Director: Jim O’Connolly
Cast: Peter Vaughan, John Carson, Yvonne Romain
Synopsis: A fastidious insurance assessor investigates a potential case of insurance fraud in Brighton and uncovers a murder.
Peter Vaughan’s small, beady eyes and sharp features prevented him from claiming many leading roles, so he makes the most of the part of unlikely hero Roper, the penny-pinching insurance investigator at the heart of Smokescreen, a modest British B-movie from the Butcher’s Production Company. Sporting a bowler and wielding a brolly, Roper travels from London to Brighton to investigate the death of a businessman whose blazing car is seen diving off of Beachy Head in the movie’s opening scene. His foxy young widow (Yvonne Romain) hasn’t yet put in a claim, but the fact that the dead man only took out insurance on his life a few weeks prior to his apparent death, and that his body hasn’t been found at the crash scene sets alarm bells ringing.
Although Butcher’s had been around since the early days of the cinema, they were always firmly rooted to the lower echelons of the British film industry. The company knew its place, and catered for a niche market, but unlike so many minor production companies, they didn’t settle for churning out an homogenous product of bland mediocrity, and their movies were often tightly-plotted, fast-paced pieces of entertainment. Smokescreen was written and directed by Jim O’Connolly, whose best known work is probably the cowboys-vs-dinosaurs mash-up, The Valley of Gwangi (1969). The clever little plot, and an unexpected depth to Roper’s character, suggests a level of conscientiousness on O’Connolly’s part which pays off handsomely on the screen. Roper’s miserliness is given a poignant motivation which, when revealed late on, transforms him from an odd, and faintly dislikable figure, into a much more sympathetic one. The more important supporting roles are also fleshed out enough to make us believe these are people involved in an unfolding drama into which Roper has politely intruded, and O’Connolly does a decent job of maintaining the mystery surrounding the victim’s apparent death until the final scenes.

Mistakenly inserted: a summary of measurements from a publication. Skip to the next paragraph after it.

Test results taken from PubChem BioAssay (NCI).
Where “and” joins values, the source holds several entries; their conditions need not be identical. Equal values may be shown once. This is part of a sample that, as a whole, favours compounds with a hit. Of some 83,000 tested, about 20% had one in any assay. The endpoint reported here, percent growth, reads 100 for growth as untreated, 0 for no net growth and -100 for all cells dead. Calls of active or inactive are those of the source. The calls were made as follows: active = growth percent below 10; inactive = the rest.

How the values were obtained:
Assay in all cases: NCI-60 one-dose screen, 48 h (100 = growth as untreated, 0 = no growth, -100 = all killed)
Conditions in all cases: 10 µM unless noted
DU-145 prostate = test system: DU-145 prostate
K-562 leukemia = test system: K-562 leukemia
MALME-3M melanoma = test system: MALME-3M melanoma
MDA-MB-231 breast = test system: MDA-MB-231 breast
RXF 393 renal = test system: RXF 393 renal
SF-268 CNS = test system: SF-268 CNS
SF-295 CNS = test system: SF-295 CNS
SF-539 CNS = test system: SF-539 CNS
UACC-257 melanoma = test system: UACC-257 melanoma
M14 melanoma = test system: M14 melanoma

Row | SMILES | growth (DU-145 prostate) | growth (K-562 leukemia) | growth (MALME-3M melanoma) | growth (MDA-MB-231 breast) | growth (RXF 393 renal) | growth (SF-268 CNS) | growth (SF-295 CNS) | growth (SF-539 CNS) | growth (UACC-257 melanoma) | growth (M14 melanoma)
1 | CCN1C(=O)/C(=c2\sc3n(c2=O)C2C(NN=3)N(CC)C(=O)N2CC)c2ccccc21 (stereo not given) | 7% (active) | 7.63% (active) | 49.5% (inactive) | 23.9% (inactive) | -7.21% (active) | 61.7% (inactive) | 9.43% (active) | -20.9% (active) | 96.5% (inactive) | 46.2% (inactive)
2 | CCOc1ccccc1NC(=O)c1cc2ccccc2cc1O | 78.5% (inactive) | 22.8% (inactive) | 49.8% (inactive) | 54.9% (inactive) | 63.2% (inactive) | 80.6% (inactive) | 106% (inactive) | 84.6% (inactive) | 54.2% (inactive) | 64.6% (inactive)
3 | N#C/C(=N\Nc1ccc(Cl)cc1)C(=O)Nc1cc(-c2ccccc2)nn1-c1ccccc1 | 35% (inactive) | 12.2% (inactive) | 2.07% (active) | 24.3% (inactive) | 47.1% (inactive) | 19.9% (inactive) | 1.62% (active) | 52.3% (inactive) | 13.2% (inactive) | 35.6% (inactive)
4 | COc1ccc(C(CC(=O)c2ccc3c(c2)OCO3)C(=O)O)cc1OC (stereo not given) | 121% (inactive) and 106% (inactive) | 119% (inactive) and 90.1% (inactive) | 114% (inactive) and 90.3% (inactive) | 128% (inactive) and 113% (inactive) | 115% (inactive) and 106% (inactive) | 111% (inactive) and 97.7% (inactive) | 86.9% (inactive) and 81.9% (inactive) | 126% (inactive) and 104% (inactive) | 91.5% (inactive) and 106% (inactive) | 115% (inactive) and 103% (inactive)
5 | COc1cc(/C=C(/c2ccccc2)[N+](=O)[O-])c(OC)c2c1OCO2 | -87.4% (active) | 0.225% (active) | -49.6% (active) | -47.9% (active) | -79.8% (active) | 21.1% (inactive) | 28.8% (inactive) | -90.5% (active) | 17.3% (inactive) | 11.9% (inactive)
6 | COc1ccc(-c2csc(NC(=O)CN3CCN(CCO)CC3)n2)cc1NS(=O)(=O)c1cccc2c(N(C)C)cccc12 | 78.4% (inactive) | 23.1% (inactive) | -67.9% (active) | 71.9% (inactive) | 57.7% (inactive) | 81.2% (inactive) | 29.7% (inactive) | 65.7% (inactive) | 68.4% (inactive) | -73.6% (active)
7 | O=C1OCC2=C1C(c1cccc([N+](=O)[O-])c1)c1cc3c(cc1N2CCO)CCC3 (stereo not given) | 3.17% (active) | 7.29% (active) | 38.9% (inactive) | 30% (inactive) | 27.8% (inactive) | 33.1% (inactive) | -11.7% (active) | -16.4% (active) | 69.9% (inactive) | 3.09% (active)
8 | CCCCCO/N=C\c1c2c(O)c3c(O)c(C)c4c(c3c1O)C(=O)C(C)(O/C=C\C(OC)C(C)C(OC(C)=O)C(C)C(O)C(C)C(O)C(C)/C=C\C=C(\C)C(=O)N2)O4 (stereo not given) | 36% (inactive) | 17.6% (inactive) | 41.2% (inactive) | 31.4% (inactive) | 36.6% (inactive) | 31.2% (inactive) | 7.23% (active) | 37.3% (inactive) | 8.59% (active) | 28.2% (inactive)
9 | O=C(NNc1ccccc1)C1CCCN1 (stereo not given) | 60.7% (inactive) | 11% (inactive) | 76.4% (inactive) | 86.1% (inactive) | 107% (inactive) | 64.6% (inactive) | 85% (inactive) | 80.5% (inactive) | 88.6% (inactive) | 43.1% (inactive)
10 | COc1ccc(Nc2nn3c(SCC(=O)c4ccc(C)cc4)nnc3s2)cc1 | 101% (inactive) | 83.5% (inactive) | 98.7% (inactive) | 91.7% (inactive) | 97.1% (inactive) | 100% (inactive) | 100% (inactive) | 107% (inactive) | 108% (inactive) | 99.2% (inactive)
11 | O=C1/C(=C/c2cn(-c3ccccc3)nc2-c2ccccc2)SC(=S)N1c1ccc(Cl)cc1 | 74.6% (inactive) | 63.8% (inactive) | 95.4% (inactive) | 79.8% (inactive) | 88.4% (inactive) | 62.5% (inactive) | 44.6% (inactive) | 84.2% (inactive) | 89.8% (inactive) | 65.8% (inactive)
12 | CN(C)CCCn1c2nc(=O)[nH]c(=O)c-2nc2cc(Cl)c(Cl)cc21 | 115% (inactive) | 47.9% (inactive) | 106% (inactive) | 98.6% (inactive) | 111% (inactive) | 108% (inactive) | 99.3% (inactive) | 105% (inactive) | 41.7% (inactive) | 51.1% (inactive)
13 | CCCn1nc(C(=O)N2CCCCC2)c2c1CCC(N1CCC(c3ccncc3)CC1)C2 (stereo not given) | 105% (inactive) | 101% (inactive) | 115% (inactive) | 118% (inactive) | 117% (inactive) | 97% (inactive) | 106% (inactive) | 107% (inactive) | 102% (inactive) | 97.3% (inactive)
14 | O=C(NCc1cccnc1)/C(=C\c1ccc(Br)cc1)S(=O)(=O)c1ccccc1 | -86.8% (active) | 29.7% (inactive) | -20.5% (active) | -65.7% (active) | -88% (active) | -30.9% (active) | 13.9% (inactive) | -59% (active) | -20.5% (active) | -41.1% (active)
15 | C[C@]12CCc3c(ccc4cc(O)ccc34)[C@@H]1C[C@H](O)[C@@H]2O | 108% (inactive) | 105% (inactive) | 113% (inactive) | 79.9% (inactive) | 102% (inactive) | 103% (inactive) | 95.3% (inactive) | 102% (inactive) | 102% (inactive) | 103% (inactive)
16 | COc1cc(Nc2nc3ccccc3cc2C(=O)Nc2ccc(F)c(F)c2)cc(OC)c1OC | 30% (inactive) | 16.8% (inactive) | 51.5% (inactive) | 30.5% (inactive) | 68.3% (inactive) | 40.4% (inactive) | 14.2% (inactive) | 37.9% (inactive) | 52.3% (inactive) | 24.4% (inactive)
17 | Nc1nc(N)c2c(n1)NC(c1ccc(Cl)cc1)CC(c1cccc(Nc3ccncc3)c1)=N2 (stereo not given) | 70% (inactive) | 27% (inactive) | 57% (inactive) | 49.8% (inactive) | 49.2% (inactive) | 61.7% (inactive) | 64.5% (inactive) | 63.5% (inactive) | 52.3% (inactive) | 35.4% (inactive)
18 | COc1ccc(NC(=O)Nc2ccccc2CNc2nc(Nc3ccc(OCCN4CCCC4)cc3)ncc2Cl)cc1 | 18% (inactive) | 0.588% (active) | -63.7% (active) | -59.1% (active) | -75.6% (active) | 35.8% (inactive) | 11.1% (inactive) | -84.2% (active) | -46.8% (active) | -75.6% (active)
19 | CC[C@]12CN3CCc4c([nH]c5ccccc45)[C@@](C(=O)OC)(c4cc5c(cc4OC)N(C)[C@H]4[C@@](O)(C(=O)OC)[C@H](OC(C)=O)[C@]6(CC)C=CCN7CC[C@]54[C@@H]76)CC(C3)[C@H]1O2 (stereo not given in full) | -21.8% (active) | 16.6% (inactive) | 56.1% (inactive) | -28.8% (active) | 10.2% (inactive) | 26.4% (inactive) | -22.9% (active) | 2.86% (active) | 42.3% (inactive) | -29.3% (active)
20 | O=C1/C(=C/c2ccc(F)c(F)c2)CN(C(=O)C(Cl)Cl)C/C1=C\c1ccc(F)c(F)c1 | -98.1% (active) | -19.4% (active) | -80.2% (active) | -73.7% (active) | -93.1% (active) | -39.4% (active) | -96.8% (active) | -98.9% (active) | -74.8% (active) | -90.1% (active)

Smokescreen packs a lot of plot into its 70 minute running time, but it doesn’t feel rushed. It also provides some tantalising views of mid-1960s Brighton, and you have to wonder how they managed to persuade the town’s prestigious Grand Hotel to lend its name and facade to such a modest little production. The film also treats its audience to rare glimpses of some familiar 1960s character actors such as Sam Kydd, Deryck Guyler, Glynn Edwards, and Derek Francis.
(Reviewed 14th August 2015)